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Politics of “cow” in India

Qazi Arshad Ali

by Qazi Arshad Ali, MLC and senior journalist, Bidar

India has one of the oldest civilizations in the world. The uniqueness of which is unity in diversity, tolerance, and mutual respect. These characteristics led to thriving of different religions and cultural practice in the Indian society.  This is beautifully described in a couplet ‘Saare Jahaan Se Achcha’ by renowned Urdu poet, Sir Allama Iqbal. He also said, “All ancient civilizations like Rome, Egypt and Greece vanished from the world, but our nation’s name and fame still remains here. It is something in our culture that prevents it from being extinct, whereas there have been our enemies in every era.”

It is true that our nation is an epitome of ‘unity in diversity’ in the entire world. But this is also true that differences and clashes occur at times in such societies where people of different ideologies, social and cultural backgrounds reside. Though Indians believe in peace, brotherhood and tolerance, yet they are sensitive enough towards their religion, language, culture and traditions. That’s why controversies can be created here on the basis of religion and languages, and many politicians exploit the innocence and emotions of people for their political gains.

Religion has been a part of political gimmick in India even before the independence. Those who advocated partition of our country included leaders of both Hindus and Muslims. Politics in the name of religion increased instead of decreasing after independence in India. Allegations of exploiting minorities by creating a fear of majority have been leveled against the congress party, which ruled for 50 years in independent India. Similarly the Bharatiya Jann Sangh or Bhartiya Janata Party since its inception has been looking for such issues which generate hatred in the hearts of majority against minorities and subsequently organize them against congress or other secular parties. The anti-Muslim issues that the RSS has raised as a result of its action plan since its early era include ‘cow slaughter’ issue, which is an issue for clash in Indian society even after a passage of 63 years.

Work on the hidden agenda has been initiated in Karnataka since BJP assumed power in the state. Attacks on religious places of minorities, establishment of Sanskrit university, efforts of bringing change in educational syllabus; all these are a part of this hidden agenda. And now the new bill advocating a total ban on cattle slaughter is an important issue of this agenda, which has been a weapon of communal politics since the era of Jann Sangh. The BJP has failed to explain the necessity of a new legislation in terms of protection of cattle, since the 1964 act serving the purpose is in place. The leaders of BJP know very less about the approved bill in the legislature. The chief minister’s address on 19th March 2010 in the assembly speaks volume of the lack of information in this regard. He had said, ‘the constitutional bench of the Supreme Court had given a verdict regarding Gujarat case that no food culture is a fundamental right’. Whereas the verdict of the Supreme Court issued on October 20, 2005 regarding Gujarat case did not discuss food culture at all. Instead its important point was about the ‘profession’ of beef merchants. The Supreme Court had observed that the legislation does not affect any profession, since they can sell the meat of other cattle like buffaloes, which are not included in the prohibited list there; hence the Gujarat act is not unconstitutional.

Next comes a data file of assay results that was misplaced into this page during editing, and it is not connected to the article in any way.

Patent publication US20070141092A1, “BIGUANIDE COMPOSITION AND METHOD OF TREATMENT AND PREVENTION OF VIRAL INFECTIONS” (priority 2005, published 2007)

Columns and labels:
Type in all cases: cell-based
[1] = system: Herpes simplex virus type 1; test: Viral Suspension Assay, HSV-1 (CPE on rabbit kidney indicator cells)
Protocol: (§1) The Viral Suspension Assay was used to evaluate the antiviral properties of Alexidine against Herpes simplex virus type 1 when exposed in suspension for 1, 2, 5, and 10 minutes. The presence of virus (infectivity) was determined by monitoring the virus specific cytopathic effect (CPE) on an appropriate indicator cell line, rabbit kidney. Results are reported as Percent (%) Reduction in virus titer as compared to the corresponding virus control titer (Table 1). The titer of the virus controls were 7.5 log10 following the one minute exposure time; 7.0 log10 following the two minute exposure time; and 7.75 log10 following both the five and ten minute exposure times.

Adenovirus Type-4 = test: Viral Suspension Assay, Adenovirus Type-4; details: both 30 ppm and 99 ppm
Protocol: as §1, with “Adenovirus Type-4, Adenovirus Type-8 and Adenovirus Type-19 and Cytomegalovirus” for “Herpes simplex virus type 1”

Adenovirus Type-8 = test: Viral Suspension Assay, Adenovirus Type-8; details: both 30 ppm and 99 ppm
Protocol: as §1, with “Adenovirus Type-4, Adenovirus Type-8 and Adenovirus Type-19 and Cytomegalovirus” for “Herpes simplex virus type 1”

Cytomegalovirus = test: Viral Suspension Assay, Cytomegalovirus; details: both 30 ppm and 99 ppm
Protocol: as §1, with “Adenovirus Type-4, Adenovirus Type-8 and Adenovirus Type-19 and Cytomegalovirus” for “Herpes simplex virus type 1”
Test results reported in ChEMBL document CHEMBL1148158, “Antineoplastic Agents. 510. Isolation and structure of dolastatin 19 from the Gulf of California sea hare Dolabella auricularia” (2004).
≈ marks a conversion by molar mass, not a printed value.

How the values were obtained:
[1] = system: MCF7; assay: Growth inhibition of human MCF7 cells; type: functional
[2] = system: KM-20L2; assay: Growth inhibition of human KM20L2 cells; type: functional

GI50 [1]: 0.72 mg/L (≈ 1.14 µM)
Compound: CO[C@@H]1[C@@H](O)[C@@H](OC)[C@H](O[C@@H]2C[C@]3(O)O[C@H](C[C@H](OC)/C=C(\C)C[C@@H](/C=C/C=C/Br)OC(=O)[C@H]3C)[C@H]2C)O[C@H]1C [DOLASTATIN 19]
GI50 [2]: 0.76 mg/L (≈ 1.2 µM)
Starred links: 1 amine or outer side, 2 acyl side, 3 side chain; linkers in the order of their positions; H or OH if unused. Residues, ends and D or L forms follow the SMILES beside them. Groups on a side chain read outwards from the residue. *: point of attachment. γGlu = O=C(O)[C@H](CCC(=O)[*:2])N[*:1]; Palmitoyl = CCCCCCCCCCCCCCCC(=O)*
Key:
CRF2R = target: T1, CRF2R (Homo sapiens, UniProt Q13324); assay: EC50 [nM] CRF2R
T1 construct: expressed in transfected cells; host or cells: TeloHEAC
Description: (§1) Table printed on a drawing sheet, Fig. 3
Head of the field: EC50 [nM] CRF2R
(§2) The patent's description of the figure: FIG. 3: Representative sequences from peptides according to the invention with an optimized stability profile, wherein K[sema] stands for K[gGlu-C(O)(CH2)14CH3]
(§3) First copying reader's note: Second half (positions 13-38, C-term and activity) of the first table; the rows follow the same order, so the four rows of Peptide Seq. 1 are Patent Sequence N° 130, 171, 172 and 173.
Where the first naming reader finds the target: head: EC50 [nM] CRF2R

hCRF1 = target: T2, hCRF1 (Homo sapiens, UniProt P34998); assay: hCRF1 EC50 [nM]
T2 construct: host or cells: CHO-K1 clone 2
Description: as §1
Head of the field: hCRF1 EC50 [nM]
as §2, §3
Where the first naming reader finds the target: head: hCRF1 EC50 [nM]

To what extent will the politics of ‘cow’ benefit the BJP or damage it, will only surface in future. But one thing was sure that the so called secular parties including the congress and the JD(S) have failed miserably in this matter what so ever. Especially the congress has been very much reserved in this regard. Demonstration of aggression by the opposition leader Mr. Siddramaiah and his two or three MLAs during the 19th March 2010 discussion, and submission of memorandum to the governor and the president and nothing more could be done by the congress which would have sent signals of support to minorities and Dalits. The senior leaders who were hell bent to expose the illegal mining issue in the entire state were satisfied with one or two press statements regarding the cow slaughter issue. Even the JD (S) could not do other than statements in newspapers. Especially on the day of discussion in the assembly only three MLAs of the JD (S) could speak and only for 20 minutes in the five hours long discussion. The statements of JD (S) Supremo, H.D. Deve Gowda were obvious in this regard, but they were in no way comparable to his strong outburst of sentiments concerning NICE issue!

Today if anyone could be lauded in this regard are those litterateurs, artists, intellectuals of the state who openly condemned and opposed the fascist bill of BJP. Today the situation is such that the BJP is making a ridicule of the Rashtrapati Bhavan and Raj Bhavan to facilitate the approval of an anti-constitutional bill in the name of upholding constitutional values. There is no doubt in the fact that the future of this controversial bill will be as grim as of the TADA and POTA. This law will also be exploited. The BJP leadership has already started threatening those who raise their voices against this law. If this law is unfortunately implemented then the minorities, especially Muslims will have to be ready for a new series of oppression on them.


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One Response

  1. Allha will help dont wory go on doing your good deeds God wiil punish the real offenders

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